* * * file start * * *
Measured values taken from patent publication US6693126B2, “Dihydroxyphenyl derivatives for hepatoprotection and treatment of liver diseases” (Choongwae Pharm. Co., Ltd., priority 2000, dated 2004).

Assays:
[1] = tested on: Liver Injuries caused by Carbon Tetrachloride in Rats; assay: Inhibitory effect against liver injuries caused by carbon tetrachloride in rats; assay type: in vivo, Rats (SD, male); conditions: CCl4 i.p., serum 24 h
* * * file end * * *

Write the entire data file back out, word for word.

Measured values taken from patent publication US6693126B2, “Dihydroxyphenyl derivatives for hepatoprotection and treatment of liver diseases” (Choongwae Pharm. Co., Ltd., priority 2000, dated 2004).

Assays:
[1] = tested on: Liver Injuries caused by Carbon Tetrachloride in Rats; assay: Inhibitory effect against liver injuries caused by carbon tetrachloride in rats; assay type: in vivo, Rats (SD, male); conditions: CCl4 i.p., serum 24 h